By Mike Ssegawa
In Africa, even the seemingly very stable countries, can go up in flames in just one day. This has been the case across the continent, from Alexandria to Cape Town. It’s worrying.
Recent developments in Ethiopia and the uneventful declaring of a state of emergency following incessant protests by Oromo people, is a strong reminder of the fragility of the continent, and what has happened elsewhere on the continent, is still happening.
Certainly, Ethiopia was not among the most stable of countries on the African continent, but, it was enjoying massive economic growth and development, admired and praised from every corner of the globe. This, one would argue, could give its citizens hope that their government was doing something about their lives. Same question rose in the case of Libya under Muamar Gadhafi which enjoyed social services without human rights. Alas.
What’s happening in Ethiopia is a reminder that governance issues score highly among problems the continent should prioritize in every country, until each country achieves nationhood.
Ethiopia has enjoyed high flying economic success, which has come with rapid improvement in human development index, over the past decade, but has come at a cost.
However visitors seeing developments un Ethiopia would quickly forget that the country ever suffered starvation, and that it was at war with itself in the 80s, and at war with Eritrea at the close of the 20th century.
By yesterday, with a mixture of capitalism and close government regulations and interventions, Ethiopia had entered into a league of the fastest rising places on the planet.
The reviews of huge infrastructure developments including massive highways, airports, railway, energy dams, schools, to mention but a few, turn out anything but cosmetic without paying attention to governance and matters of human rights.
It’s a strong reminder that citizens rights cannot be sacrificed at the altar of development, rather, the government should walk the development path alongside its citizens. That’s only how people feel part and parcel of the story.
Good governance in this case means involving citizens as partners, so that development takes into account the aspirations of all citizens.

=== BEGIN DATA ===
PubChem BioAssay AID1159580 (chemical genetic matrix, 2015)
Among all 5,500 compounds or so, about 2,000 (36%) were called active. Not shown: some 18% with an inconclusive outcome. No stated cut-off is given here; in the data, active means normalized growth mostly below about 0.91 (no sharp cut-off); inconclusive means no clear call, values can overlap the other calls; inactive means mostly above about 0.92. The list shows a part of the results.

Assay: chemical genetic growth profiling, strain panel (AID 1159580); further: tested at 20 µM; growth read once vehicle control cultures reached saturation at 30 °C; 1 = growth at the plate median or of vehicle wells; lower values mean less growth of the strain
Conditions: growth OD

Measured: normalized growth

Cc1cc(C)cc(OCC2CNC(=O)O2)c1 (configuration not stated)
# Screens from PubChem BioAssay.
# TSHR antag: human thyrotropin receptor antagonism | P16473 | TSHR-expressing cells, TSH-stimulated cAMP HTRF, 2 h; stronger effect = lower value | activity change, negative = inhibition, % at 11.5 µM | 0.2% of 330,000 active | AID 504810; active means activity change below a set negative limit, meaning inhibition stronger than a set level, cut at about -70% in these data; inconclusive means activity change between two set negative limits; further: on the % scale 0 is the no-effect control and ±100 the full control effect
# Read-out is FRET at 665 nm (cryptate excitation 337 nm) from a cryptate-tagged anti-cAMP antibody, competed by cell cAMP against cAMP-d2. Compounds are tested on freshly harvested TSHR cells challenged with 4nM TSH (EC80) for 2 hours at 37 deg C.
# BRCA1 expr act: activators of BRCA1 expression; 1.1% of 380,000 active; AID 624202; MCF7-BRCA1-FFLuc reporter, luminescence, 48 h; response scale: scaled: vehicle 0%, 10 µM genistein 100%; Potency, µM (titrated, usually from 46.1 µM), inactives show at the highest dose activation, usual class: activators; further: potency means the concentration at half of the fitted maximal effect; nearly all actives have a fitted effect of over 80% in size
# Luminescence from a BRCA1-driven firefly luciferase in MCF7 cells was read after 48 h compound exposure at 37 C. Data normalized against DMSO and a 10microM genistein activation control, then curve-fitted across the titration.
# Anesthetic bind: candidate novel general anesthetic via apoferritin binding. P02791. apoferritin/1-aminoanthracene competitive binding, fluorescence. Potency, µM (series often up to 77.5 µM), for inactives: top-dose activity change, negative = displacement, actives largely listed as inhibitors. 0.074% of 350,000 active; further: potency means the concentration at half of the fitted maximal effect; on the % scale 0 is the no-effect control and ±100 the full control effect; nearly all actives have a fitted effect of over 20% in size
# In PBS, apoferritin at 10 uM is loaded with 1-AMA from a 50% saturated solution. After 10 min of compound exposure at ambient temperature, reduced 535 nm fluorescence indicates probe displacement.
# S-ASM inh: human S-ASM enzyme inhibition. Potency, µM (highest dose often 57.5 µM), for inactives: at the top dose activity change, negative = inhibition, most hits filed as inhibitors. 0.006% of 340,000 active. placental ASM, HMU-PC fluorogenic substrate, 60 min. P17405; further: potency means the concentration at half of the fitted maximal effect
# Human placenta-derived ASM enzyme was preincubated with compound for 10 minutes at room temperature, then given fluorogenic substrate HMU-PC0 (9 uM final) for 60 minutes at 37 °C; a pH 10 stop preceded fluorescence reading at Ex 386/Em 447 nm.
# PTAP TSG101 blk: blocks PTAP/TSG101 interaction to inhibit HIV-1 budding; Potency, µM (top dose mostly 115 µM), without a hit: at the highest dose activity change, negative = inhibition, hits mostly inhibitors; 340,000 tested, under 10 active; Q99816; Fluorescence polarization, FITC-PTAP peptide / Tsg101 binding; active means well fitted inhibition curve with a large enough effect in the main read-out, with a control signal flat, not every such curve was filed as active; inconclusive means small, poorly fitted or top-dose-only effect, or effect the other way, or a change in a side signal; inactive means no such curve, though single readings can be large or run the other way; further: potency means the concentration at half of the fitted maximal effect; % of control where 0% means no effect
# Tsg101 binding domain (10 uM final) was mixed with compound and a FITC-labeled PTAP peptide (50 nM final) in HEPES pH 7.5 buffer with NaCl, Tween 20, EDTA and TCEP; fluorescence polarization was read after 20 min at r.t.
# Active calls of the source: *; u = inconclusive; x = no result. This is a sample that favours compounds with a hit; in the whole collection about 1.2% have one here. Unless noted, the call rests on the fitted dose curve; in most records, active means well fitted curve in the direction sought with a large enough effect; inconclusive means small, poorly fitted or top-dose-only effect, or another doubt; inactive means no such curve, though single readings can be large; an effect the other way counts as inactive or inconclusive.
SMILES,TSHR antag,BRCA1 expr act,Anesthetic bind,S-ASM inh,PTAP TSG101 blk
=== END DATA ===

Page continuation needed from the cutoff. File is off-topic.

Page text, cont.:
The Oromo uprising has left over 100 people dead including foreigners, and hundreds more in prisons.
The Ethiopian government however declared the state of emergency for six months, after factories especially owned by foreigners were raided and property destroyed. It is bad public relations case with highly competed for foreign direct investment being able to fly out of the country in the coming months.
Yet what’s happening in Ethiopia repeats itself in other parts of the continent, albeit on different scales. Issues of land, jobs, capital management and governance, are contested or debated across the continent. Uganda is such a country.
Protests in Ethiopia started as agitation for land rights by the largest tribal grouping the oromos, who say their land had been grabbed by the government, to give way to factories and housing projects owned by foreigners. It is these projects being targeted for destruction. It is however turning out to be burning down of efforts that have taken years to take off. It is a tight corner the Ethiopian government finds itself.
Ethiopia has been ruled by one party since 1987 since the late prime minister Meles Zenawi, took power from dictator Mengistu Haile Mariam in 1987.
For almost three decades, Ethiopian citizens have not been at liberty to enjoy their full civil liberties, making Ethiopia have one of the biggest diaspora and refugee communities in the world.
But also, the ruling party in Addis Ababa had suffocated political space in the country, allowing less criticism, and concentrated it’s powerbase in largely one region, the northern Tigray region.
The failure to share the national cake equitably has contributed to what leaves a sour taste in the mouth of not only Oromos where the riots started, but also amongst the second biggest ethnic group, the Amhara.
And when it come to organizing, it is always easy to appeal to ethnic sentiments. It is clear, Africa easily falls back to its ethnicity in good and bad times as victimization or favouritism are two sides of the same coin.
s a resultA, ethnicity is the bomb that keeps exploding. It is the home of the demon that torments the continent.
It was the same story in Kenya in the post elections violence of 2008, pitting Luo and Kalenjin on one side against the Kikuyus, the largest tribal grouping which has enjoyed more political and economic control of Kenyan resources than any other. Only one president of Kenya’s four principals, has been non Kikuyu.
Our neighbors in South Sudan, fell into the trap in December 2013 when ideological disagreements between President Salva Kirr and his deputy Dr Riek Machar. Analysts say the conflict in South Sudan finally lay on the sentiments of how Nuers and Dinkas have treated each other over the centuries.
In Rwanda, the story of Tutsis and Hutu has been retold hundreds times. The fights in DR Congo and Burundi, have also exploited tribal sentiments. In Somalia, the war was among clans before Islamist sentiments came in to exploit the confusion. In Libya, finally the ethnic card took Gadhafi to his grave. Etc. You can trace the ethnic ghost in almost every conflict on the continent.
In short, one can say, despite issues that beat Africans, the devil that torments Africa comes to life in the tribe, be it for the oppressor or the oppressed.